13 April 2007

Animal pictures

Via the Wild Hunt, I learn that David Attenborough asks an interesting question.
Animals were the first things that human beings drew. Not plants. Not landscapes. Not even themselves. But animals. Why?
His answer turns out to be a non-answer, that animals are beautiful. But the question remains interesting to contemplate, and the history of drawings of animals that he offers is fascinating.


Al said...

Plants don't run away when you try to eat them. :-)

Anonymous said...

One of my chief complaints regarding the interpretation of archeology is the idea that if you find the oldest something, there is an assumption that it is the oldest something rather than the oldest something found.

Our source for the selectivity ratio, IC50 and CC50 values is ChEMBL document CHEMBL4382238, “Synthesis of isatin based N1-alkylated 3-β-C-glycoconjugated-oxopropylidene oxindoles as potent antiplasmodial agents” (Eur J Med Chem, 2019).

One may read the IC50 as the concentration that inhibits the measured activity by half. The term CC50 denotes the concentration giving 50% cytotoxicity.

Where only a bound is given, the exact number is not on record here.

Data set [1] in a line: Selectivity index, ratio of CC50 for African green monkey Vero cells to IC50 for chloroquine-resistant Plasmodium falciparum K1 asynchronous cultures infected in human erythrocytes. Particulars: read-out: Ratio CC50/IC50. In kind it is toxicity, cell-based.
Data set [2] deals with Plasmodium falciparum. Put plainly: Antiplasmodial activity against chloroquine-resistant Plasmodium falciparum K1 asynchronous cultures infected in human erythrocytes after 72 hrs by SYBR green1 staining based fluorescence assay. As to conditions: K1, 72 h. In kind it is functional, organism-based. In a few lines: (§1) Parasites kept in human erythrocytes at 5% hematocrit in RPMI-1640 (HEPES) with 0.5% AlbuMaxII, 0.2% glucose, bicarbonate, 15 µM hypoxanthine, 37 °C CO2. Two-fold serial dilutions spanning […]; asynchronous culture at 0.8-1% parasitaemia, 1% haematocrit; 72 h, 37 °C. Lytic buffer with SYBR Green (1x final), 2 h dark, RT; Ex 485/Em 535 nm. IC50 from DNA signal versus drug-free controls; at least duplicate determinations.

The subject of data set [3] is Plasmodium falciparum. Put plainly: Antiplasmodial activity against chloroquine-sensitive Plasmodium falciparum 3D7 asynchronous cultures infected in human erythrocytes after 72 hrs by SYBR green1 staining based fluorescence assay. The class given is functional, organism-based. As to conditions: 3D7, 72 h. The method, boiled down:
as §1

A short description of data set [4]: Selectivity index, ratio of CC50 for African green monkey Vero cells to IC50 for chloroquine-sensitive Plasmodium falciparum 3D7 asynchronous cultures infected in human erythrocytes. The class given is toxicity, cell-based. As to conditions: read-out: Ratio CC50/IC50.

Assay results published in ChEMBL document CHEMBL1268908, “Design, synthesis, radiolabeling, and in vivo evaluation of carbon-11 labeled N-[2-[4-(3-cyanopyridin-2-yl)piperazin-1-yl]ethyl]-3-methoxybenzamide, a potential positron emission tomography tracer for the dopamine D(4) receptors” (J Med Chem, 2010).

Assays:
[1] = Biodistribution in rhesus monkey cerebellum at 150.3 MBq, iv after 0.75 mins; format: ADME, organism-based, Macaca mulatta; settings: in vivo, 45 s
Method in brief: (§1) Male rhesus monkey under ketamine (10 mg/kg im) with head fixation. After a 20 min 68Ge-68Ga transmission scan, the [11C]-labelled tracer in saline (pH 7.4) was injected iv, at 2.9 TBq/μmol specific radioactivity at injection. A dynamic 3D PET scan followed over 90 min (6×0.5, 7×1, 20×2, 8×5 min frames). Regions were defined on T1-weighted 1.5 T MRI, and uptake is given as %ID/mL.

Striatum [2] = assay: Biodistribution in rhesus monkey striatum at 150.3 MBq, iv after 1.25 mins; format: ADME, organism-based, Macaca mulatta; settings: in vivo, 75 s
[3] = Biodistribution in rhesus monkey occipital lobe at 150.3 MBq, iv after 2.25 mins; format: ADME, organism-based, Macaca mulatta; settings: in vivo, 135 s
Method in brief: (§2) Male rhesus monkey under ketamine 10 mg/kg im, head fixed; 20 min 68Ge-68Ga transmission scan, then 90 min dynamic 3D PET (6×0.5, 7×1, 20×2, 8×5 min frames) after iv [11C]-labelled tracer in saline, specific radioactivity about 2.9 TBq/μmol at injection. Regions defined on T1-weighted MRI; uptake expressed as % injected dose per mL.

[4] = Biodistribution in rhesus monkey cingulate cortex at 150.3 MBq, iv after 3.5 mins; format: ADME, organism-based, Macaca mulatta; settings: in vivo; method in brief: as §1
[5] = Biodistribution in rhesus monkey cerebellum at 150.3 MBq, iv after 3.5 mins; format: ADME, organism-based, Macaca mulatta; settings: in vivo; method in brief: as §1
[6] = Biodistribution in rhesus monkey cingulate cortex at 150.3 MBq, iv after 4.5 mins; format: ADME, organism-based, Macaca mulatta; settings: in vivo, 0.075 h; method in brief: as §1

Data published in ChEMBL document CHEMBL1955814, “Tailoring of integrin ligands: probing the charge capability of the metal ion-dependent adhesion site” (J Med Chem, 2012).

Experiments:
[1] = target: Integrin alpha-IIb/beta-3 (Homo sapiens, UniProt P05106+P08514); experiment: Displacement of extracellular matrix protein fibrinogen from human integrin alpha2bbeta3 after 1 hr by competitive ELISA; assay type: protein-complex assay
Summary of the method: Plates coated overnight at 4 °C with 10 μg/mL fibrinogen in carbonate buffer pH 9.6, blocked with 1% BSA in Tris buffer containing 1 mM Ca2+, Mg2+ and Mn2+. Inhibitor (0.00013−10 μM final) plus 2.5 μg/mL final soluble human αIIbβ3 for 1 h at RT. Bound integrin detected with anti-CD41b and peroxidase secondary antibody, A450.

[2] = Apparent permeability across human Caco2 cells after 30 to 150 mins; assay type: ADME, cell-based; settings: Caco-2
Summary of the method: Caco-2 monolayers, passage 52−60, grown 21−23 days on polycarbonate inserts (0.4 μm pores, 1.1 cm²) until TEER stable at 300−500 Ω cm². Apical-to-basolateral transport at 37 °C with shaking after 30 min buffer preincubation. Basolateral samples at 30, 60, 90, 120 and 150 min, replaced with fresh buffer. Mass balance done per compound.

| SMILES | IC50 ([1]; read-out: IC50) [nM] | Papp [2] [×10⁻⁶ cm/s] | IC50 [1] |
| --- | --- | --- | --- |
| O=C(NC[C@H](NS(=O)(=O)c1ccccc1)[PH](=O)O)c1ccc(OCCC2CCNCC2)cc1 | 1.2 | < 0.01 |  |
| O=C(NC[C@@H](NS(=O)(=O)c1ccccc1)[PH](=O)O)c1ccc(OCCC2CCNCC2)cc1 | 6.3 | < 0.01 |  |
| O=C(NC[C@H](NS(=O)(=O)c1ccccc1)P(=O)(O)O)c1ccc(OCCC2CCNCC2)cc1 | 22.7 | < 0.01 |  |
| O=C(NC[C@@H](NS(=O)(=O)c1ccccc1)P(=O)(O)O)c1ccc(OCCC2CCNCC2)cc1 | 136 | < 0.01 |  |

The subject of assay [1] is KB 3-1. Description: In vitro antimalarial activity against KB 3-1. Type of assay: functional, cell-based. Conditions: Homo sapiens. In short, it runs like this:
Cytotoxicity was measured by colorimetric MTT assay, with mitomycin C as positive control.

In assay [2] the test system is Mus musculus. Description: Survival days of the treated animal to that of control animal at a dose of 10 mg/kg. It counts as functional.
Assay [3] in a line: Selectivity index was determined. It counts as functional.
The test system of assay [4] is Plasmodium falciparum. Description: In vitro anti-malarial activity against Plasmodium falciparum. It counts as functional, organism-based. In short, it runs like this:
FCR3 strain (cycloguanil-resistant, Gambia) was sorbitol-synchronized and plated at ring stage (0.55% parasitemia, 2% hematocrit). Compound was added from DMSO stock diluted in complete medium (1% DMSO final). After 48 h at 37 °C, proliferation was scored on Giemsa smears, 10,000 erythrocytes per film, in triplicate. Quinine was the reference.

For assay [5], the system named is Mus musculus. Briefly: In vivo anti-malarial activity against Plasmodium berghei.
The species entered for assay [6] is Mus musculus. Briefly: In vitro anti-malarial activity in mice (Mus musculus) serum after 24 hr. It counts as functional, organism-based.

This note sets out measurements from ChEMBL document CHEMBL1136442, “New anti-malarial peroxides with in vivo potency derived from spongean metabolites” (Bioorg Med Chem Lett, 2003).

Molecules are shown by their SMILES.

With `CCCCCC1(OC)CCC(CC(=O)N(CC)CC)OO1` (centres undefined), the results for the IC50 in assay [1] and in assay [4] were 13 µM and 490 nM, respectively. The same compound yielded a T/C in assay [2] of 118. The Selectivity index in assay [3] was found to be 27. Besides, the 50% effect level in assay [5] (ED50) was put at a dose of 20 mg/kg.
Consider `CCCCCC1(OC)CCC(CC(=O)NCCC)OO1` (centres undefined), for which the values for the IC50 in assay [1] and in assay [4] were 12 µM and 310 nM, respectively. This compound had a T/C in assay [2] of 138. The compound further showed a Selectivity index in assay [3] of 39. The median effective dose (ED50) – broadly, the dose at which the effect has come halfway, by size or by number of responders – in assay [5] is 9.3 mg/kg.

For example, there are rock carvings of women that are "dated" at 22000 BCE. But thats just what we've found. It doesn't prove that people weren't carving women in 40000 bce or even 400000 bce. So the fact that the carvings of animals are the oldest doesn't prove anything other than the fact that we haven't found anything older. Going back to one of my favorite axioms; lack of evidence is not evidence of lack, especially where archeology is concerned.

That said, I think that people "artified" things that were dangerous. Animals kill you, rather dramatically. Birth can kill you, or your sexual partner. Pretty traumatic, art inspiring stuff. Plants can kill you too. But theres less action, and its harder to describe by chiseling into cave walls.
Of course its all guess work since the evidence is nearly non-existant.